help. I do not want to have to travel to the Mayo Clinic!

Take care and good luck!.



PS: Where can I find your group on Facebook?


Msvivian. I’m not logged in so can’t pm you. My contact info is Lisa Schwart in Tulsa, Oklahoma.  My pic is my daughter and I. If you send me a friend request I can add you in. Have added four today 🙂 

Sent from Yahoo Mail on Android


If you can’t find me for any reason which I’m sociable you should be able to, when I get back to a computer tomorrow I’m logged in and can send you a PM with my link 🙂

Sent from Yahoo Mail on Android


Hi Lisa, Thanks for posting in response to my post! I have thought it over and I have decided not to join the group or add folks on as Facebook friends because then my family and personal friends will know that I have this illness and I am not ready to put it out there for everyone I know. I have only announced it to my very inner circle. If you want to contact me, you can reach me at my email address. Good luck to you or your family member if you are battling this illness. The more I read about it the more upset I get!


It is a private group, no one else can see it except other group members. No way I would have joined if that wasn’t true.


No problem – let me know if you change your mind. For thought though – the page is not searchable and it’s private for these very reason! 🙂 You’d only have to be friends with me so I can add you in there and welcome you. Up to you – other have made friendships in there and added people on their own to their private pages and others have left it with just friends with me and others are friends with several people! 🙂 Nothing shows up on walls or newsfeed and there are a handful in there that haven’t told family members that they have been diagnosed with this. It’s completely up to them – others have requested to have a family member or two in there as well, and others don’t want family in there – but it’s the SM/MP page for those members and it’s up to them who they tell and if they want to share. 🙂 We do have several people in Michigan that are being treated for their SM/MP and could share with you in the group who they use, etc. Thanks!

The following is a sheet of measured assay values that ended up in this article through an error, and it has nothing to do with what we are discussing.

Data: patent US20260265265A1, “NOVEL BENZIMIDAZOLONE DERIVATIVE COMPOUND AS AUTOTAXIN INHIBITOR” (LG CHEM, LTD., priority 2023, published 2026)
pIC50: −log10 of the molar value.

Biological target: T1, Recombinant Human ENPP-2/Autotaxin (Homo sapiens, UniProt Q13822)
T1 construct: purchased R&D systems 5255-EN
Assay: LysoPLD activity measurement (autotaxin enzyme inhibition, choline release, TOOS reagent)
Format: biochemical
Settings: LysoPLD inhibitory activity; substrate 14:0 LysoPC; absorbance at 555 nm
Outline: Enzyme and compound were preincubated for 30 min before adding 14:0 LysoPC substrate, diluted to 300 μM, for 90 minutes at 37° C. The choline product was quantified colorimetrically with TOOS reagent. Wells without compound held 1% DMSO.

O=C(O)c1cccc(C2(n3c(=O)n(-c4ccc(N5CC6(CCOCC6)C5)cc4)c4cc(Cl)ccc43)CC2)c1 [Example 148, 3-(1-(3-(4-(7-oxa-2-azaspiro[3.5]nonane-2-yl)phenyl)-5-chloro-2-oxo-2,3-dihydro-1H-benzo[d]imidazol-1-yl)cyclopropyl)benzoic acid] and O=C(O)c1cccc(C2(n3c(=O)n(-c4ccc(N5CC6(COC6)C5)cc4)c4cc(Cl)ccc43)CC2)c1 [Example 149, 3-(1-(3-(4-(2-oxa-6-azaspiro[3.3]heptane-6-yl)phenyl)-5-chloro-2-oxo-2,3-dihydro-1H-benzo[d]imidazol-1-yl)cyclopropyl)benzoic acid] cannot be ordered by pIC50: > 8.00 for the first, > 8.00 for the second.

Take care!

Lisa Schwart Tulsa Oklahoma


Hello Vivian, I also have SM and have found a wealth of information through Lisa on the private Facebook group.  I think you could benefit from them as well. 


Thanks for letting me know. I have just decided that I need to be in the group too!


Vivian – 
Thanks – I just did receive it and accepted and sent you a PM on there!  My kiddo is doing ok – in the hospital again, but maintaining – per the usual 🙂  Lisa


Hello Lisa, I hope that your daughter is doing better. I am so sorry to hear that she has had so many surgeries. I too have this disease. I live in southeastern Michigan and have been given the run around by my doctors so I am not even on any medication. I have been communicating with ccorbe01 who is also in Michigan. I have decided that I would like to be part of your group so I sent you a friend request on Facebook. I will keep you and your daughter in my prayers! Take care. Vivian


Lisa, I will pray that your daughter gets through this episode
successfully. And thank you for adding me to the group. Vivian


Hi All
I am an Aussie from down under and don’t have access to the Mayo Clinic or other experts in the field.About 2 months ago I started to have major bloating and dissention of the stomach and the pain in the lower abdomen . My GP thought I had appendicitis and I was sent for emergency surgery. Prior to the surgery they did a CT scan which showed up inflammation near the small intestine.A follow up gastroscopy and colonoscopy and further CT scan and I was diognosed with messenteric panniculitis . I still have a bloated stomach and find it difficult to eat much as my stomach just fills up very quickly and is like an inflated balloon almost at bursting point. Have yet to see my surgeon but concerned about the state of my bloated stomach and the pain associated with it. Also concerned that if I don’t eat I will quickly lose weight and energy. Any ideas how I can cure this problem?
Have read the other posts and I am concerned about the prognosis for this disease which they say is rare but a lot of people obviously have it. Also does exercise help the bloating and pain.
Thanks for allowing me to join the group I’m sure we can all gain from an interchange of information about this disease.
All the very best to you all and let’s hope we can beat this thing


I am recently diagnosed myself and this disease can be very difficult to
deal with. There is a group called Sclerosing Mesenteritis on Facebook that
has 230 members from the USA, Australia, Canada, the UK and a few other
countries that you may find helpful to join as you will learn a lot. On the
Mayo a Clinic blog you need to contact Lisa Schwart as she can include you
in the group. The discussions will not show up on your personal Facebook
wall since the group is set up as a secret group. I width you the best of
luck in dealing with this disease.